In the spring of 1864, Messrs. Ira G. Blake and P. S. Bartlett, both of whom were at the time connected with the Waltham Watch Company, paid a visit to Chicago. They became acquainted with J. C. Adams, then a watchmaker, and talked over the prospects of starting a watch factory in Chicago. Mr. Adams coincided with their views on the subject and interested several capitalists in the scheme. Messrs. Blake and Bartlett gave a glowing description of the Waltham Watch Company's business; they waxed eloquent, and at length convinced the capitalists that if Waltham could manufacture watches my machinery and supply the Western states, surely Chicago could make watches by machinery and supply the demand in the Eastern states.
On August 27, 1864, a company was incorporated under the name of "The National Watch Company of Chicago, Illinois," with a capital of $100,000. The incorporators were:
Philo Carpenter Howard Z. Culver Benjamin W. Raymond Geo. M. Wheeler Thomas S. Dickerson Edward H. Williams W. Robbins
Messrs. Adams and Wheeler made a visit to the East and the following gentlemen contracted with the company for five years:
Messrs. Otis Hoyt P. S. Bartlett Charles S. Moseley Geo. Hunter D. R. Hartwell Chas. E. Mason D. G. Currier J. K. Bigelow
It was decided that the factory should be located at Elgin, and a tract of 35 acres of land was donated to the company for a factory site by the business men of that place. A three story frame building, 35x60 feet was erected on the water power and work begun on the watch tools and machines. D. G. Currier, a Waltham expert, was hired and together with Messrs. Moseley and Hunter, the work was started. April 25, 1865, the company was reorganized under a special charter with capital of $500,000.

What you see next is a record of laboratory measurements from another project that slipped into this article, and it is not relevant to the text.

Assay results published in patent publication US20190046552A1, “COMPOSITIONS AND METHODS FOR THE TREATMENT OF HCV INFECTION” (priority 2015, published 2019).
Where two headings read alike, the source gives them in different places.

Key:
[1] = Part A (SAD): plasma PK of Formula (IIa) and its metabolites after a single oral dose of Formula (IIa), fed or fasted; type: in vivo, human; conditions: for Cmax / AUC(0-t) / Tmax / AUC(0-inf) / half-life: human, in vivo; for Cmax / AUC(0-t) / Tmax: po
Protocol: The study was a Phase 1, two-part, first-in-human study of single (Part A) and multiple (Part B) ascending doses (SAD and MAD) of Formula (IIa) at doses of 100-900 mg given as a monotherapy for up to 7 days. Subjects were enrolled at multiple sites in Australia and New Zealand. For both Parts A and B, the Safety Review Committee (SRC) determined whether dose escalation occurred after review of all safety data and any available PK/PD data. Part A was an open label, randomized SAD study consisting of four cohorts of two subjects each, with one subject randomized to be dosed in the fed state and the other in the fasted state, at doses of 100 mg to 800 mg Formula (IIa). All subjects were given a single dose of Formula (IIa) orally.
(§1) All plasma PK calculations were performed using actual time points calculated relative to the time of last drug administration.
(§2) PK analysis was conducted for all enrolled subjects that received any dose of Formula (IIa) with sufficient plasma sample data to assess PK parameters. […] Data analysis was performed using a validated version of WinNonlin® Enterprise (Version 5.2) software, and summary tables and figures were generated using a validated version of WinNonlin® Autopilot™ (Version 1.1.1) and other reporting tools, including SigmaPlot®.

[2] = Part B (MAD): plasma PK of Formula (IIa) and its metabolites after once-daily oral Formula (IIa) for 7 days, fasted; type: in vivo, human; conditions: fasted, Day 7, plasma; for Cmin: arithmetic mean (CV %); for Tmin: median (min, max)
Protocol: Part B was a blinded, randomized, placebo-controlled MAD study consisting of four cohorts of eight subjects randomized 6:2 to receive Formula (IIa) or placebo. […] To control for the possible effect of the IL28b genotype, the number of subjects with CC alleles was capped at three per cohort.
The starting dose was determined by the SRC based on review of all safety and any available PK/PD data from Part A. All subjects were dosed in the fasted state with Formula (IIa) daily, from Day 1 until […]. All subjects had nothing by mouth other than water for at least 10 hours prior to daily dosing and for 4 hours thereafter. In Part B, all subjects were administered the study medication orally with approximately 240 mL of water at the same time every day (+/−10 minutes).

The first officers of the company were: Benjamin W. Raymond, Chicago, President Philo Carpenter, Chicago, Vice President Thomas S. Dickerson, Chicago, Treasurer Geo. M. Wheeler, Chicago, Secretary The first board of directors consisted of Messrs.: B. W. Raymond Philo Carpenter H. Z. Culver T. S. Dickerson J. T. Ryerson G. M. Wheeler B. F. Lawrence
In the spring of that year work was commenced on the permanent factory, which consisted of a three story and basement, brick and stone building, 40x40 feet, with two wings 27 1/2x100 and 27 1/2x 86, respectively.
Jan. 1, 1866, the machinery department was transferred to the new building. June 1st, of the same year the work of manufacturing watch materials was begun, but it was not until April 1, 1867, that the first movement was delivered form the factory. This movement was named B. W. Raymond, in honor of the president of the company. This movement was not, however, like the original model, but was an 18 size, key wind, full-plate, with a quick train and straight line escapement arranged to set on the face and was adjusted to temperature. It was a four hole, extra jeweled movement, and was a success from the very start.
During the summer of 1866 the factory began to assume a somewhat busy aspect. One department after another was organized in rapid succession. The first foremen of the respective departments, were as follows:
General Superintendent, Charles S. Moseley Machine Ship, George Hunter Plate and Screw, P. S. Barlett Jeweling, Chas. H. Bagley Train, J. K. Gigelow, with Otis Hoyt as assistance Balance, Eben Hancock Escapement, C. E. Mason Finishing, D. G. Currier Dial, John Webb Adjusting, J. F. Gilson Gilding, James Fairchild Flat Steel, William Goodridge The officers of the company were subsequently changed and in 1867 they were: B. W. Raymond, President B. F. Lawrence, Vice-President G. M. Wheeler, Secretary Directors: B. W. Raymond H. Z. Culver B. F. Lawrence H. H. Taylor G. M. Wheeler J. T. Ryerson T. M. Avery